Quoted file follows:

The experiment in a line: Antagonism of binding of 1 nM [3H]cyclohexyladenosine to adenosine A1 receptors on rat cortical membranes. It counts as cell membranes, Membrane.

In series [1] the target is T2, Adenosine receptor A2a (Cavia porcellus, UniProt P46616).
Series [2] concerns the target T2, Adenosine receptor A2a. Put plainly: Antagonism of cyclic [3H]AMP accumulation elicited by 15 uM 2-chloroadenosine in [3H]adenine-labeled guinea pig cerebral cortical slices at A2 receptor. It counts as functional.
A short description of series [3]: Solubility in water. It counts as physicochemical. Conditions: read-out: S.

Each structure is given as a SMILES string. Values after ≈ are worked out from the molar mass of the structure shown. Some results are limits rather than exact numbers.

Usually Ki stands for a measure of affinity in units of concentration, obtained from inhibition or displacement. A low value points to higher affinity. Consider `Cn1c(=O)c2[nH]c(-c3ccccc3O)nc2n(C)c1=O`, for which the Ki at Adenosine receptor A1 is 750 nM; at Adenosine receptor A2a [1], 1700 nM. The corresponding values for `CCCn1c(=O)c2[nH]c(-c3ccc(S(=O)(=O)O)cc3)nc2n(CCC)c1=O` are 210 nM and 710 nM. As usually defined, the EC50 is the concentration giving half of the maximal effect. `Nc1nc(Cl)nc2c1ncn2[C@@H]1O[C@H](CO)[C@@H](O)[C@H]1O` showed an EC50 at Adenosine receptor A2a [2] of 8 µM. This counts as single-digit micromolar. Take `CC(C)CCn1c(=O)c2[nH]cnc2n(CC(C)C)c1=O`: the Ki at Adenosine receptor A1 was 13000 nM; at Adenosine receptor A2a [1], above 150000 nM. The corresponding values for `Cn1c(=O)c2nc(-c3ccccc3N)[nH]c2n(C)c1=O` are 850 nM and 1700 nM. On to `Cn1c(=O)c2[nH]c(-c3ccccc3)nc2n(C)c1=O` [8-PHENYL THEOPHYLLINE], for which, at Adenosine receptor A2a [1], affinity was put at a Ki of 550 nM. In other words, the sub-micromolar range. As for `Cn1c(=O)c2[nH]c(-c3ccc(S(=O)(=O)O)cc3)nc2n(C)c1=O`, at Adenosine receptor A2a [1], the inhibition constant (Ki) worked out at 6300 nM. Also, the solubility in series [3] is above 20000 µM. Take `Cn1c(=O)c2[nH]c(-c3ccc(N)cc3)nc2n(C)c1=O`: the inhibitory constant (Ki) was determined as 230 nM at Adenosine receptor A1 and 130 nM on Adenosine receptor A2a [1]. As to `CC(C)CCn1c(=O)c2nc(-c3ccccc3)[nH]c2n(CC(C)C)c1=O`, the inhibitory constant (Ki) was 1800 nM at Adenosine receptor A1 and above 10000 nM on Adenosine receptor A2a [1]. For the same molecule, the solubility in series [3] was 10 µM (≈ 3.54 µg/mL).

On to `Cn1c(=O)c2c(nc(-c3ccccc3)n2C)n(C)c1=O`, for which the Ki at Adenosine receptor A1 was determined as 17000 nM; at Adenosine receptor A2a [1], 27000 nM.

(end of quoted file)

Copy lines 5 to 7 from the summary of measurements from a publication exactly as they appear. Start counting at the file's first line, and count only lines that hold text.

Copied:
Each structure is given as a SMILES string. Values after ≈ are worked out from the molar mass of the structure shown. Some results are limits rather than exact numbers.

Usually Ki stands for a measure of affinity in units of concentration, obtained from inhibition or displacement. A low value points to higher affinity. Consider `Cn1c(=O)c2[nH]c(-c3ccccc3O)nc2n(C)c1=O`, for which the Ki at Adenosine receptor A1 is 750 nM; at Adenosine receptor A2a [1], 1700 nM. The corresponding values for `CCCn1c(=O)c2[nH]c(-c3ccc(S(=O)(=O)O)cc3)nc2n(CCC)c1=O` are 210 nM and 710 nM. As usually defined, the EC50 is the concentration giving half of the maximal effect. `Nc1nc(Cl)nc2c1ncn2[C@@H]1O[C@H](CO)[C@@H](O)[C@H]1O` showed an EC50 at Adenosine receptor A2a [2] of 8 µM. This counts as single-digit micromolar. Take `CC(C)CCn1c(=O)c2[nH]cnc2n(CC(C)C)c1=O`: the Ki at Adenosine receptor A1 was 13000 nM; at Adenosine receptor A2a [1], above 150000 nM. The corresponding values for `Cn1c(=O)c2nc(-c3ccccc3N)[nH]c2n(C)c1=O` are 850 nM and 1700 nM. On to `Cn1c(=O)c2[nH]c(-c3ccccc3)nc2n(C)c1=O` [8-PHENYL THEOPHYLLINE], for which, at Adenosine receptor A2a [1], affinity was put at a Ki of 550 nM. In other words, the sub-micromolar range. As for `Cn1c(=O)c2[nH]c(-c3ccc(S(=O)(=O)O)cc3)nc2n(C)c1=O`, at Adenosine receptor A2a [1], the inhibition constant (Ki) worked out at 6300 nM. Also, the solubility in series [3] is above 20000 µM. Take `Cn1c(=O)c2[nH]c(-c3ccc(N)cc3)nc2n(C)c1=O`: the inhibitory constant (Ki) was determined as 230 nM at Adenosine receptor A1 and 130 nM on Adenosine receptor A2a [1]. As to `CC(C)CCn1c(=O)c2nc(-c3ccccc3)[nH]c2n(CC(C)C)c1=O`, the inhibitory constant (Ki) was 1800 nM at Adenosine receptor A1 and above 10000 nM on Adenosine receptor A2a [1]. For the same molecule, the solubility in series [3] was 10 µM (≈ 3.54 µg/mL).

On to `Cn1c(=O)c2c(nc(-c3ccccc3)n2C)n(C)c1=O`, for which the Ki at Adenosine receptor A1 was determined as 17000 nM; at Adenosine receptor A2a [1], 27000 nM.